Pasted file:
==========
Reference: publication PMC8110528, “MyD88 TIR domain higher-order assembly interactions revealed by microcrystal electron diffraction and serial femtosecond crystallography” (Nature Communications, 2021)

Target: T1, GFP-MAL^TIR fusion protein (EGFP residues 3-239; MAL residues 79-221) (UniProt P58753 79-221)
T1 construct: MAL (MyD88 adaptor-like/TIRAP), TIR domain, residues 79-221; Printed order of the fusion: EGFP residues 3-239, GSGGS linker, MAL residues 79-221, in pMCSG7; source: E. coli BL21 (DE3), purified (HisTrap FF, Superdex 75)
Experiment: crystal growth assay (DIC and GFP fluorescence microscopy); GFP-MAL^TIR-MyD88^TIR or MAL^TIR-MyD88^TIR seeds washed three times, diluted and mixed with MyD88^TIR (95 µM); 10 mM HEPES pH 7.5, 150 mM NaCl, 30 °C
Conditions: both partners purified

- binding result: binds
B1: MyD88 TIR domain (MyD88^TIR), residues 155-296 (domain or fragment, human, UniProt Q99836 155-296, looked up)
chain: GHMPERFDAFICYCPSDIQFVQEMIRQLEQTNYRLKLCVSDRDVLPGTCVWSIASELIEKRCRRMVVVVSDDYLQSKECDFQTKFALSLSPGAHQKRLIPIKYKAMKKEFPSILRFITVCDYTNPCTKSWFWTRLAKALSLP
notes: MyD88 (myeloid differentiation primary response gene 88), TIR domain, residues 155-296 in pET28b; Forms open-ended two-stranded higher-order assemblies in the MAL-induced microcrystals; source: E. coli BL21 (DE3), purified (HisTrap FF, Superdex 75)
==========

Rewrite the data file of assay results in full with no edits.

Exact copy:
Reference: publication PMC8110528, “MyD88 TIR domain higher-order assembly interactions revealed by microcrystal electron diffraction and serial femtosecond crystallography” (Nature Communications, 2021)

Target: T1, GFP-MAL^TIR fusion protein (EGFP residues 3-239; MAL residues 79-221) (UniProt P58753 79-221)
T1 construct: MAL (MyD88 adaptor-like/TIRAP), TIR domain, residues 79-221; Printed order of the fusion: EGFP residues 3-239, GSGGS linker, MAL residues 79-221, in pMCSG7; source: E. coli BL21 (DE3), purified (HisTrap FF, Superdex 75)
Experiment: crystal growth assay (DIC and GFP fluorescence microscopy); GFP-MAL^TIR-MyD88^TIR or MAL^TIR-MyD88^TIR seeds washed three times, diluted and mixed with MyD88^TIR (95 µM); 10 mM HEPES pH 7.5, 150 mM NaCl, 30 °C
Conditions: both partners purified

- binding result: binds
B1: MyD88 TIR domain (MyD88^TIR), residues 155-296 (domain or fragment, human, UniProt Q99836 155-296, looked up)
chain: GHMPERFDAFICYCPSDIQFVQEMIRQLEQTNYRLKLCVSDRDVLPGTCVWSIASELIEKRCRRMVVVVSDDYLQSKECDFQTKFALSLSPGAHQKRLIPIKYKAMKKEFPSILRFITVCDYTNPCTKSWFWTRLAKALSLP
notes: MyD88 (myeloid differentiation primary response gene 88), TIR domain, residues 155-296 in pET28b; Forms open-ended two-stranded higher-order assemblies in the MAL-induced microcrystals; source: E. coli BL21 (DE3), purified (HisTrap FF, Superdex 75)